The Dignity of Womanhood in the Bible

Critics of the Bible sometimes claim the Bible is full of chauvinist speech that devalues women. When such arguments are made, passages which highlight the dignity of women are conveniently overlooked. The goal of this article is simple: to show how the Bible exalts women as equally valuable and dignified as men.

We do not have to look far to see it. Genesis 1:27 says both male and female were created in God’s image, and therefore whatever dignity men have is the same women have. The woman was made from the same “stuff” as man, being fashioned from Adam’s very rib. From the start, Adam recognized her equality with him when he said, “This is now bone of my bones and flesh of my flesh” (Gen. 2:23).

Woman was created to be man’s “helper” (Gen. 2:18-20). The context of woman’s creation actually highlights her inherent dignity, for she is clearly contrasted from the animals among whom Adam found no suitable helpmeet. In other words, she is not lesser than man like the animals but equally human. Moreover, her God-given role as “helper” does not diminish her value in the least; the same word is used elsewhere in the Old Testament of God defending and protecting His people from their adversaries (see Deut. 33:7; Psalm 20:2). Feminists (and sometimes Christians who are influenced by similar thinking) mistakenly assume that difference in role means difference in essential value, but the Bible never states or implies this. On the contrary, though it clearly delineates between the two roles from the beginning of creation (1 Cor. 11:8-9; 1 Tim. 2:13) the Bible speaks very highly of the woman’s worth.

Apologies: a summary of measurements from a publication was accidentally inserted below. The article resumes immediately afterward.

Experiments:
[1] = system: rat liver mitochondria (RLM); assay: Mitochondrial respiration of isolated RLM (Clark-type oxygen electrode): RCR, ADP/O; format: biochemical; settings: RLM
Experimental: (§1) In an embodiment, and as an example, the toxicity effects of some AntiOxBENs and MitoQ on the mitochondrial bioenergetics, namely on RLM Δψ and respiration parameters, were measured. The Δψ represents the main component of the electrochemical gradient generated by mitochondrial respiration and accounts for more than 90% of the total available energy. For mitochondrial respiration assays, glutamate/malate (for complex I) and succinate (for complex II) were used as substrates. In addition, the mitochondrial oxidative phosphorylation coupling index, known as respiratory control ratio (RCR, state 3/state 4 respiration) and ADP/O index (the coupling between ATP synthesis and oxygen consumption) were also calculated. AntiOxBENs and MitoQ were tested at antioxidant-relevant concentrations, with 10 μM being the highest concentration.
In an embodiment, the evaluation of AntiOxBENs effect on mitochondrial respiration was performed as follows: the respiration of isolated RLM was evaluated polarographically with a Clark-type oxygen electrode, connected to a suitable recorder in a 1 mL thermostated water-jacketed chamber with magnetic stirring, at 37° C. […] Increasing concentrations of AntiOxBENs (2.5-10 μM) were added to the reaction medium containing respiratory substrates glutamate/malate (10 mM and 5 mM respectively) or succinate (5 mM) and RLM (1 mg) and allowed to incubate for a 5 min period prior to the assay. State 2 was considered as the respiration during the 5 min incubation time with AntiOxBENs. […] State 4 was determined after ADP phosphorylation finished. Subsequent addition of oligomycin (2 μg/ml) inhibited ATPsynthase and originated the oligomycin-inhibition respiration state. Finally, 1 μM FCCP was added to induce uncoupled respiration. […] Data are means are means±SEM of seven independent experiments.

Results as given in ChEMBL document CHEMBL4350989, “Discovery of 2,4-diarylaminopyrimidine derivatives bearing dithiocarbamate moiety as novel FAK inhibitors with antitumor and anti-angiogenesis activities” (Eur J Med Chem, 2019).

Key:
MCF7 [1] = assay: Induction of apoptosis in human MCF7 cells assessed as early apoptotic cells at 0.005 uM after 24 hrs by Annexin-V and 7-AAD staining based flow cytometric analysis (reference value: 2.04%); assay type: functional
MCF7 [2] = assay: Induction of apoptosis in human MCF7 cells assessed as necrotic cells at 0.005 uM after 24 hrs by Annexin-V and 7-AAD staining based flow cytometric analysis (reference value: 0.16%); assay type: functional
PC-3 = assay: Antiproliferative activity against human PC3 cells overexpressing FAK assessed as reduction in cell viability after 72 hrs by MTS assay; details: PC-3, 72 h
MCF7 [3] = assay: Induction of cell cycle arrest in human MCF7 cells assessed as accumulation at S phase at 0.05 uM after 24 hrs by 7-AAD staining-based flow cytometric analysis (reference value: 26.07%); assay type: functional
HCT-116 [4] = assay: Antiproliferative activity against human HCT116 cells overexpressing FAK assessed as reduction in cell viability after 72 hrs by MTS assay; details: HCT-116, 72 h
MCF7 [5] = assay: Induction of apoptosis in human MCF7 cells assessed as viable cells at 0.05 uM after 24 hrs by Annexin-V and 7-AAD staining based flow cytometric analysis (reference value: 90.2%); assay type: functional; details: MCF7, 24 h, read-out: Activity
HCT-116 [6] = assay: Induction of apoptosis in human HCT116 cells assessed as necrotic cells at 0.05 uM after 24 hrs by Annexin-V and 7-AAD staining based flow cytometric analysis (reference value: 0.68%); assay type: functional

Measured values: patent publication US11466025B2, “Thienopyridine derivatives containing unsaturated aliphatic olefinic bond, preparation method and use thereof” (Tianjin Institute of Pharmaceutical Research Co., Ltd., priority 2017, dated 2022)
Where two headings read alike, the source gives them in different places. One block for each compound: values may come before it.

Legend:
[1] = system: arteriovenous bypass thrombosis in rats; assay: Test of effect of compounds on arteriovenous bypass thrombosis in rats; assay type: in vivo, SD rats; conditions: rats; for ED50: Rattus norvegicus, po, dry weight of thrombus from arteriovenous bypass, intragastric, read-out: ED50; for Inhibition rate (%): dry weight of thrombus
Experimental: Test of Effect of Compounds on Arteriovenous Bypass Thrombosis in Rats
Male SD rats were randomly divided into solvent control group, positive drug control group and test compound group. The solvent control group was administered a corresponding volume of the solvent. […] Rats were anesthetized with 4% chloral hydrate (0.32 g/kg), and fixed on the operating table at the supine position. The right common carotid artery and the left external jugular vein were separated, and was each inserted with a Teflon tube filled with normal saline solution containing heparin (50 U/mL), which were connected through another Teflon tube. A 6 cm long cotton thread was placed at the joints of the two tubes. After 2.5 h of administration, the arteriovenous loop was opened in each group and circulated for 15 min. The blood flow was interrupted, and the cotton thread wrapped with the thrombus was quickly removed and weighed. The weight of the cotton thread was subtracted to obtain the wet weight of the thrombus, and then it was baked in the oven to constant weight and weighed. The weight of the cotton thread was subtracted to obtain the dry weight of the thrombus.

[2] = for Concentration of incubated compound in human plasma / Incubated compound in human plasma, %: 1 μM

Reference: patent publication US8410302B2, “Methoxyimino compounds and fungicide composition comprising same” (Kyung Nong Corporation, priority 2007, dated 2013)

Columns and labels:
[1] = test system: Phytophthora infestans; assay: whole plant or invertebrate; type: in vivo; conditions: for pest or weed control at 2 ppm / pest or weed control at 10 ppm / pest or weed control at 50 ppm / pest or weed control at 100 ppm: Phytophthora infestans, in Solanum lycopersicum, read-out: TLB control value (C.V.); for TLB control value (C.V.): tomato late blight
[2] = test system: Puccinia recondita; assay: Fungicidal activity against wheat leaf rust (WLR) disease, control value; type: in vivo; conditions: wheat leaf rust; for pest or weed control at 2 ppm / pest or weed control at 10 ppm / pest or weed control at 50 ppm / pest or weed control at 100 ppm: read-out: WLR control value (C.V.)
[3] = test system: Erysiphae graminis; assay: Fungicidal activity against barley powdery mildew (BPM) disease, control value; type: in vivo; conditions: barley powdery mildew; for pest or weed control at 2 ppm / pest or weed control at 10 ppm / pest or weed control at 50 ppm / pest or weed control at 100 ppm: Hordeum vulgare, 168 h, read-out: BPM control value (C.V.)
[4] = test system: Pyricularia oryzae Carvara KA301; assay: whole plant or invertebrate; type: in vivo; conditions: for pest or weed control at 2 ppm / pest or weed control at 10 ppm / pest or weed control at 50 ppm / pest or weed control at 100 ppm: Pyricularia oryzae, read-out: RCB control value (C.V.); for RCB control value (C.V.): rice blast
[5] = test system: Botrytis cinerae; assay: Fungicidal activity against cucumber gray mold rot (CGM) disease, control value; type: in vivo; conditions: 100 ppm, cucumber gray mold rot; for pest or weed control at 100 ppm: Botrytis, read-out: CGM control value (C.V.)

Throughout Scripture, there is consistent recognition of the woman’s purpose to give birth, raise children, and manage the home. The world scoffs at this, but the Bible praises this as a necessary and honorable role. Indeed, without good mothers (or mothers at all), mankind would be extinct. “An excellent wife, who can find? For her worth is far about jewels…Strength and dignity are her clothing… Charm is deceitful and beauty is vain, but a woman who fears the LORD, she shall be praised” (Prov. 31:10, 25, 31). “Honor widows who are widows indeed…if she has brought up children, shown hospitality to strangers, washed the saints’ feet, assisted those in distress, and devoted herself to every good work” (1 Tim. 5:3, 10).  “But women will be preserved through the bearing of children if they continue in faith and love and sanctity with self-restraint” (1 Tim. 2:15).

One of most distinctive privileges of the female gender was the promise of bearing the Savior (Gen. 3:15). The lineage of Christ proves how many (imperfect) women were blessed to carry this seed, including Tamar, Rahab, Ruth, Bathsheba, and Mary (see Matt. 1). What more significant role could a woman play in God’s plan to redeem man than to bear the Messiah when the fullness of times had come (Gal. 4:4)?

The same apostle who—by the Holy Spirit—prohibited women from leading in worship saw no essential difference in worth between male and female (Gal. 3:28). He also honored women who had proved beneficial to him and highly influential in the kingdom (Rom. 16:1, 3, 6, 13; Phil. 4:3; 2 Tim. 1:5). Anyone who reads Paul’s personal greetings with an unbiased eye will see his high regard for women. He was no male chauvinist. 

Scholars of ancient cultures have pointed out many times how Israel’s laws—though to 21st century American eyes can appear cruel—actually give more honor and protection to women than other cultures. Compared to the Hammurabi Code, for example, women in the Old Testament fared far better.

Despite all this, women today are made to feel worthless and enslaved if they do not work outside the home or make as much money as their husbands. Stay-at-home moms are mocked. Wives who submit to their husband’s leadership are pitied. Ironically, a woman’s dignity is tied to how she compares with men in independence and power. But according to the Bible, her dignity is found in being wholly and uniquely woman, as God has designed. And, as she faithfully and courageously executes that purpose, she is truly dignified. “But let it be the hidden person of the heart, with the imperishable quality of a gentle and quiet spirit, which is precious in the sight of God” (1 Pet. 3:4).